The search for the oldest hot water cylinder
8 May 2007
The search for the oldest hot water cylinder begins
The search for New Zealand’s oldest hot water cylinder is to feature in a series of radio programmes by a Victoria University researcher.
Nigel Isaacs, Teaching & Research Fellow in the School of Architecture and Principal Energy Scientist with the Building Research Association of New Zealand, will be hosting a series of talks on Radio New Zealand National’s Sounds Historical programme from May 13.
The five minute talks are based on his lectures in a second year Building Science course on the history of building technology and cover not only the hot water cylinder, but also raupo houses, log and slab houses, mud construction, building with bricks, toilets and public conveniences.
Mr Isaacs says the electric hot water storage heater dates back to 1915 and has origins in New Zealand.
“New Zealander Lloyd Mandeno developed one of the world’s first electric storage hot water cylinders for use in the world’s first electric storage house. Built of corrugated iron with pumice insulation, it took a couple of years for the inner tank to leak.
“However, the corrugated copper cylinder still forms the basis for the modern low-pressure electric cylinder and is found in 88 percent of New Zealand houses, the highest market penetration in the world.
“Today, these cylinders consume one twelfth of all New Zealand’s electricity, and about third of household electricity. A shift from baths to showers—in 1971 41 percent of households used solely or mainly the shower compared to today’s 94 percent—means we place very different demands on our hot water systems – even though they may not have changed from when the house was built.”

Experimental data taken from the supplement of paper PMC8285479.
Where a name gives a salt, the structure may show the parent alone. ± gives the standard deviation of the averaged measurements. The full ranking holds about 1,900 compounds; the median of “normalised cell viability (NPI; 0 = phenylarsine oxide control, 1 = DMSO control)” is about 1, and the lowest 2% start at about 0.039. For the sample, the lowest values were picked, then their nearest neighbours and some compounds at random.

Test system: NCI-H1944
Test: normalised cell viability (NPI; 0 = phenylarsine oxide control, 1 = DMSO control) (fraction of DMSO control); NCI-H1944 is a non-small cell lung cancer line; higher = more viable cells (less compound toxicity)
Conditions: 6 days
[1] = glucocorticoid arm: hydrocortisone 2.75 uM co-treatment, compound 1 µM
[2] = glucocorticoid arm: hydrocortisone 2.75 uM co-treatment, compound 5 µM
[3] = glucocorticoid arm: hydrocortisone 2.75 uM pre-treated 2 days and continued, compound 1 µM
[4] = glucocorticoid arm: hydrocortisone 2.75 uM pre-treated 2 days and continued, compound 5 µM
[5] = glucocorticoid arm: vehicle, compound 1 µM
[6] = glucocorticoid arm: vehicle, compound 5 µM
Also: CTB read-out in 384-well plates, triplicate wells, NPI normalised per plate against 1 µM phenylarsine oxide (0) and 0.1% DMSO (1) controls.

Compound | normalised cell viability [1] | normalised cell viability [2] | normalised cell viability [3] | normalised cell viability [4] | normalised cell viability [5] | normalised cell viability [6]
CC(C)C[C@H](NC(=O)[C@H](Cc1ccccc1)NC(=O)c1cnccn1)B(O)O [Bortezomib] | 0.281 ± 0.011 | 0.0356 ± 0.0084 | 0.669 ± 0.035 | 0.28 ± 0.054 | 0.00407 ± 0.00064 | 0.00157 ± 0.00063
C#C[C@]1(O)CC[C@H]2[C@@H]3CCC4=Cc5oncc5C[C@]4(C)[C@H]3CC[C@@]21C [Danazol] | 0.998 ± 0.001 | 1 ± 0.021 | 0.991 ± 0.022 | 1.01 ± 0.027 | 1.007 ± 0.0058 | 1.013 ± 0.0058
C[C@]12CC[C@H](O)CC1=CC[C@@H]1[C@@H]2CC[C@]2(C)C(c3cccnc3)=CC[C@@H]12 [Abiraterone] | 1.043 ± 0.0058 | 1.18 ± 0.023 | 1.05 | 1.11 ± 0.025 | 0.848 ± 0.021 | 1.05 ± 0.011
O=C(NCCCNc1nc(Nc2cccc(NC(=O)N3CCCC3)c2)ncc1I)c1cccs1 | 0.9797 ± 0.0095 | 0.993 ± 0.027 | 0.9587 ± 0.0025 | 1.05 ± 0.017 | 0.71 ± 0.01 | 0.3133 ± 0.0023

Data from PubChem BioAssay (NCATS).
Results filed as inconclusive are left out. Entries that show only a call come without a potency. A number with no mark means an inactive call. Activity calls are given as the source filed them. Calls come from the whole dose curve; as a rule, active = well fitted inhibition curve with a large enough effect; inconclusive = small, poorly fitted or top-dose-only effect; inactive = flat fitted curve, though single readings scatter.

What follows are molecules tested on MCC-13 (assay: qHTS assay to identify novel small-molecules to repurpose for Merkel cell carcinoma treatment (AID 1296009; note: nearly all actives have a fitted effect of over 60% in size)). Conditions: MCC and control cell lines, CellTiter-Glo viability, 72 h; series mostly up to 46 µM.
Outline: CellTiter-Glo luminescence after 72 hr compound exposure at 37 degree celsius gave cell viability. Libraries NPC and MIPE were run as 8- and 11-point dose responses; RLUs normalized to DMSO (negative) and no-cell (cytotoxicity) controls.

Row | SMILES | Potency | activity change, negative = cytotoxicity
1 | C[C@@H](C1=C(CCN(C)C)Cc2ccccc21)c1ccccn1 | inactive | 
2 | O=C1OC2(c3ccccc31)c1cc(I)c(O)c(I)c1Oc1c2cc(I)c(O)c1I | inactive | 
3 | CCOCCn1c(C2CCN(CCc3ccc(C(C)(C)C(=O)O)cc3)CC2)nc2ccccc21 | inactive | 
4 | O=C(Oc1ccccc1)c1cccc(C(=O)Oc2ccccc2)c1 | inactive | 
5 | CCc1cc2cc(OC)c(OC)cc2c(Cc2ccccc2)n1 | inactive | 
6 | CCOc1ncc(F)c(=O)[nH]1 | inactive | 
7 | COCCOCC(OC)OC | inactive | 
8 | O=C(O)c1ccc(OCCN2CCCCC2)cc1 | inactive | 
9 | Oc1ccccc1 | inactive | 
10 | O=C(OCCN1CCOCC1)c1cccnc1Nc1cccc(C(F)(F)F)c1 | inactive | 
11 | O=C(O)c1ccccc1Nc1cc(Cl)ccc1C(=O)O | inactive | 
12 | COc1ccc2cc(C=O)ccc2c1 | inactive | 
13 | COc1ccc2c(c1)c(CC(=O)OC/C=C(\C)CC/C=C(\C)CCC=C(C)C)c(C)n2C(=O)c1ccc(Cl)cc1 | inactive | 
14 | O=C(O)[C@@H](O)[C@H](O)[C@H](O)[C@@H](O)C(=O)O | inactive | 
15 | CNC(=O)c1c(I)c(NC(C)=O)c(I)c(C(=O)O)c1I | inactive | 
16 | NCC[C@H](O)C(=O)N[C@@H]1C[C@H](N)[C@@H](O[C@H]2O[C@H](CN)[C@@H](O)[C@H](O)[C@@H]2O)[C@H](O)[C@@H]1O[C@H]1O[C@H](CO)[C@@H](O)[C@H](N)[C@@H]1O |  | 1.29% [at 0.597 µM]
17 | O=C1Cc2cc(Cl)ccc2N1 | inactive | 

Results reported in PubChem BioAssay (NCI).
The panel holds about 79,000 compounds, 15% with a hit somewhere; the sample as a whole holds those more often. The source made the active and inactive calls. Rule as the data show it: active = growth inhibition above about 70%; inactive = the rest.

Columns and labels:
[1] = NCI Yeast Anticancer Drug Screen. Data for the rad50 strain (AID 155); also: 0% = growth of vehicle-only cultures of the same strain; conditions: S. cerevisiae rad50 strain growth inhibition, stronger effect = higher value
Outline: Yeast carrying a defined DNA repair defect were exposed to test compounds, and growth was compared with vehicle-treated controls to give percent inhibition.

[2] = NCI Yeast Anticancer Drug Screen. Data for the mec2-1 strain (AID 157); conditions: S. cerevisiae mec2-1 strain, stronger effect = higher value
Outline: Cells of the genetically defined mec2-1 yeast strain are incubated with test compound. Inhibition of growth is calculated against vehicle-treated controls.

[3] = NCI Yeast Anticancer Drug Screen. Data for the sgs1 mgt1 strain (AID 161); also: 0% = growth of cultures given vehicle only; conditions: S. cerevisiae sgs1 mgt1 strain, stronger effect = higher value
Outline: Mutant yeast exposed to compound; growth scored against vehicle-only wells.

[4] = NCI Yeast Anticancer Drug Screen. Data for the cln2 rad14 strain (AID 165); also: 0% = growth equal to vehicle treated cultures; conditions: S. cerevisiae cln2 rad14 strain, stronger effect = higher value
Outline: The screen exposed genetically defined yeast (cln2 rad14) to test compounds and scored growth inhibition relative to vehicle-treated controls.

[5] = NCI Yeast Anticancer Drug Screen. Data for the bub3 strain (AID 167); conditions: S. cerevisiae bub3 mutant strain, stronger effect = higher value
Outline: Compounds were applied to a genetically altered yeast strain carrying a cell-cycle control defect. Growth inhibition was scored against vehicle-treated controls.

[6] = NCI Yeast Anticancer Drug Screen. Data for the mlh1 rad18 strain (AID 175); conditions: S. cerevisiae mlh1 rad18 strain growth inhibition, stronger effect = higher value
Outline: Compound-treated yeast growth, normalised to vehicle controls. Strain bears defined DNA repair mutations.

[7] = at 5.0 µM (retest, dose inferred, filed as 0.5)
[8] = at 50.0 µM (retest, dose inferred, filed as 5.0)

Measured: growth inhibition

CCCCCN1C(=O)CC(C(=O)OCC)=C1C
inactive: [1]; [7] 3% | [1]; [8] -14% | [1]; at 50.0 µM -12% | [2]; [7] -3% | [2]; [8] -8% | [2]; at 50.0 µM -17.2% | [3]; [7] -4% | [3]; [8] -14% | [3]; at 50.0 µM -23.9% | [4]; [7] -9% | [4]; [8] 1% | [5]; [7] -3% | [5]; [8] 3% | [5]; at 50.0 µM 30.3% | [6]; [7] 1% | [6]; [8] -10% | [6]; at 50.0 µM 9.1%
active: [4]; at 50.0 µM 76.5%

Mr Isaacs says the public toilet also has a chequered history in New Zealand.
“With the shift from frontier town to civilisation, popping behind a flax bush was no longer socially acceptable. Dunedin had two public urinals—for men only—by 1863, but public conveniences didn’t become common until the early 1900s.”
Mr Isaacs says as a part of the series of eight talks he would be asking listeners to send information about their hot water system, with a prize for the oldest system in each of four categories. The categories are: electric storage; gas storage; pre-natural gas califont or instantaneous; and other systems, such as wetbacks, solid fuel, oil or not-in-use electric and gas systems that are older than 50 years.
The winners will receive a BRANZ book Maintaining Your Home, and for those with electric storage, an insulation blanket.
Full competition rules can be viewed at www.branz.co.nz